Tribune Editor Tapped to Coordinate Black Press Grant Program

Tennessee Tribune Editorial Director Sandra Long Weaver Photo by PJ Fischer

The National Association of Black Journalists (NABJ) is pleased to announce that Sandra Dawson Long Weaver, a co-founder of the organization, has been named the project coordinator for the NABJ-Chan Zuckerberg Initiative Black Press Grant Program.

The program provides grants up to $10,000 to Black-owned media or freelance journalists to support coverage of how COVID-19 has affected the Black community and the K-12 education system. The grant term is March 2021-December 2021.

“As the first female African American managing editor at the Philadelphia Inquirer and an active member of the Black Press, Founder Sandra Dawson Long Weaver knows first hand the importance of ensuring that the voices of the Black community have a platform,” said NABJ President Dorothy Tucker. “With a journalism career spanning more than 40 years, we are honored that she is lending her expertise and experience to this impactful program.”

Long Weaver has been the editorial director of the Tennessee Tribune in Nashville since 2012. She also continues to work to develop the next generation of storytellers as the adviser at The Meter, the student publication at Tennessee State University. In addition to her role as managing editor, she previously served as the vice president for news at the Inquirer and the Daily News. The immediate past chair of the Board of Directors of the Matthew Walker Comprehensive Health Center, Long Weaver also served as a juror for the Pulitzer Prize. The Nashville chapter of NABJ has created a scholarship in her name for students pursuing degrees in journalism. She is an NABJ Hall of Fame inductee and currently serves as the chair of the NABJ Founders Task Force.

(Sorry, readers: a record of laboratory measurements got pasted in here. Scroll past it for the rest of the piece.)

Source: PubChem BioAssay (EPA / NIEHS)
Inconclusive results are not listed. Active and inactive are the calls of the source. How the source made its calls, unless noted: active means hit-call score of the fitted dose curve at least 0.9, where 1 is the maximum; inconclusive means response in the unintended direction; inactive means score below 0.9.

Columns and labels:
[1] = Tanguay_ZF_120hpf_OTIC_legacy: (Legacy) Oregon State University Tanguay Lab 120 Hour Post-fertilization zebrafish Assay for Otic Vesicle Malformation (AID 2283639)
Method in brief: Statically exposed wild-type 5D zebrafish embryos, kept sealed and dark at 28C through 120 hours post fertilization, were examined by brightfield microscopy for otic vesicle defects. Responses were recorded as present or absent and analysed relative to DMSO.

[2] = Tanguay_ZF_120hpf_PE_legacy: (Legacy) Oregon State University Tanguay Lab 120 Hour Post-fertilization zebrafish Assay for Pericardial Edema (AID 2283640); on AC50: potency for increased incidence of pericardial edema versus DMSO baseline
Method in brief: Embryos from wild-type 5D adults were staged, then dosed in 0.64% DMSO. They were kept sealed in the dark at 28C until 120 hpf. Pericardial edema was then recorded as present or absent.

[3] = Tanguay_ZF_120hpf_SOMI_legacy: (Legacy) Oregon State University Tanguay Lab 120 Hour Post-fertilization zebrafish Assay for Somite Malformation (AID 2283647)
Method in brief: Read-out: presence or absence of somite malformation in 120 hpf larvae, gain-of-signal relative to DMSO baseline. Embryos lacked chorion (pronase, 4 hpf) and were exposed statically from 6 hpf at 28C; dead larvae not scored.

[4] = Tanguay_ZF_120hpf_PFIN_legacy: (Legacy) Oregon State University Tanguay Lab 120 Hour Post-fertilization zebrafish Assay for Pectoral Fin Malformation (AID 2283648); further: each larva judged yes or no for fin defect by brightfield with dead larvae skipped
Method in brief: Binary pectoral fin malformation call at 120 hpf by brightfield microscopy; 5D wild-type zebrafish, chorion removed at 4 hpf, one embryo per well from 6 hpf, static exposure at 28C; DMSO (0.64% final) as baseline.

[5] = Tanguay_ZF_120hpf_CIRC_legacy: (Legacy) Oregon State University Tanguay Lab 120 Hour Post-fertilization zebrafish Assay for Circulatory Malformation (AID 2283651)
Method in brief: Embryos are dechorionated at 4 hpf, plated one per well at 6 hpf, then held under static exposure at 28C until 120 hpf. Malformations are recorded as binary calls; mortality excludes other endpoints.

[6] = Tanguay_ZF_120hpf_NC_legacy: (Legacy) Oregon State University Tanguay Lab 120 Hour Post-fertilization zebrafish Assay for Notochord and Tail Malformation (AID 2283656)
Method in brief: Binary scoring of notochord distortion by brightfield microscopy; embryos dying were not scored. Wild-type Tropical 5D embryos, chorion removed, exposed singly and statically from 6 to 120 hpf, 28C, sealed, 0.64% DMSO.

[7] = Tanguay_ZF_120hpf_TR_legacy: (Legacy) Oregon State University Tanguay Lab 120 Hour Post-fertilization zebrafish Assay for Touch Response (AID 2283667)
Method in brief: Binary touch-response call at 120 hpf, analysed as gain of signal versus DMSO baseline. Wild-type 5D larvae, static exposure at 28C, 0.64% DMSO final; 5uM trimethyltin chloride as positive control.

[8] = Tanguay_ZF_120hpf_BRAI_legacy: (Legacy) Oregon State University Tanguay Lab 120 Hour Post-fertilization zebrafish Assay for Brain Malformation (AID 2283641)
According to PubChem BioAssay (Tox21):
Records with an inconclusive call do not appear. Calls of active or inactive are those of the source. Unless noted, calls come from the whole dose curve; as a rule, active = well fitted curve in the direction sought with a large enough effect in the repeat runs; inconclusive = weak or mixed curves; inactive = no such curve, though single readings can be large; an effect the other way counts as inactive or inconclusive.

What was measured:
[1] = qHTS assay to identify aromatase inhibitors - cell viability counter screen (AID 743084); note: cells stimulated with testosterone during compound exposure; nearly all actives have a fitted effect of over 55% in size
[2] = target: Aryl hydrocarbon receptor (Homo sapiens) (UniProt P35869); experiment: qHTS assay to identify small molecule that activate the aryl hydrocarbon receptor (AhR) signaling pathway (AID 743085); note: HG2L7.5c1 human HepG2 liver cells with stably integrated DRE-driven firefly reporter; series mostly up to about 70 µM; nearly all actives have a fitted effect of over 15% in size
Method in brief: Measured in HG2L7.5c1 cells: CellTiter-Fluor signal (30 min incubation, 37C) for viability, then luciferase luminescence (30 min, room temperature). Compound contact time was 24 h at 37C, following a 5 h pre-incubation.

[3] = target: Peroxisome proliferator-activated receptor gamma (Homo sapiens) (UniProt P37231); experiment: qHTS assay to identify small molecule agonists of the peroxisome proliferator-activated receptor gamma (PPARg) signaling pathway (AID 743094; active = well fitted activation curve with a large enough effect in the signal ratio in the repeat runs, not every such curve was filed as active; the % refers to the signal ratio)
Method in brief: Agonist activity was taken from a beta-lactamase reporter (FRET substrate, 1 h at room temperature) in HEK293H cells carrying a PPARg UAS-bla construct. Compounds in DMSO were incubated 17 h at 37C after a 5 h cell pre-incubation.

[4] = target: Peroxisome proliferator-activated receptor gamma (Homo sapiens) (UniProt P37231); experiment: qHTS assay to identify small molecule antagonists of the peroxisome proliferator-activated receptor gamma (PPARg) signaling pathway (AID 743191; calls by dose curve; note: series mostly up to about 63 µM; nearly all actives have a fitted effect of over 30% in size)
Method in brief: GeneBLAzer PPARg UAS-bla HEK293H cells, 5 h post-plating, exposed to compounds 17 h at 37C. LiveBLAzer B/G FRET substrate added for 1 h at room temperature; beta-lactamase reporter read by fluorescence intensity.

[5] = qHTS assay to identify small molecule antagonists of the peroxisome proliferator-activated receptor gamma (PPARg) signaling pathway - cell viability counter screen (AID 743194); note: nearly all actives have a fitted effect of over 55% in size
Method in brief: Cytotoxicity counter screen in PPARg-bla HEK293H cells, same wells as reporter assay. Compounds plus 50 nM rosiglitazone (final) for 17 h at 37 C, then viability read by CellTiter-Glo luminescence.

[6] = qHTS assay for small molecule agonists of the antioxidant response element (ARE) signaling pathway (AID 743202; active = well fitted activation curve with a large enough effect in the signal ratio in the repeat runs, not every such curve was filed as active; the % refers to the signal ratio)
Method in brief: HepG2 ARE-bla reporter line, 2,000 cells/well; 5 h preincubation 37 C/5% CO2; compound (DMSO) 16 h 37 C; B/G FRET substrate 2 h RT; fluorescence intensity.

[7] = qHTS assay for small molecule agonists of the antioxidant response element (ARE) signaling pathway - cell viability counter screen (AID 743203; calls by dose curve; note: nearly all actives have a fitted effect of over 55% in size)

“I am looking forward to working with the applicants as they seek to tell their stories and present the varied ways Black Americans have been affected by COVID-19,” Long Weaver said. “The grant can be life-changing and help find solutions to some of the issues revealed through the pandemic, such as how Black students have been affected as many of them have been learning remotely for over a year. This is also an exciting opportunity for the Black Press to have the support needed to do deeper and ongoing reporting on how the Black community has been changed by the pandemic.”

Long Weaver noted that the program is also unique in that it allows freelancers across all platforms to have more time to spend on researching stories that are not being told through any other medium.

Joining Long Weaver on this project are the following committee members: NABJ Black Press Task Force Co-chair Tene Croom, NABJ Vice President-Print Kathy Chaney, and NABJ’s Director of Finance Nathaniel Chambers.

Applications are available online at and are approved on a rolling basis. Long Weaver and the committee members will review the grant applications as they are submitted. Companies and individuals applying for the grant should supply as much detail as possible about how and where the stories will be presented. The stories can be presented across all platforms: print, digital, video, and audio. A detailed budget must be included with the application.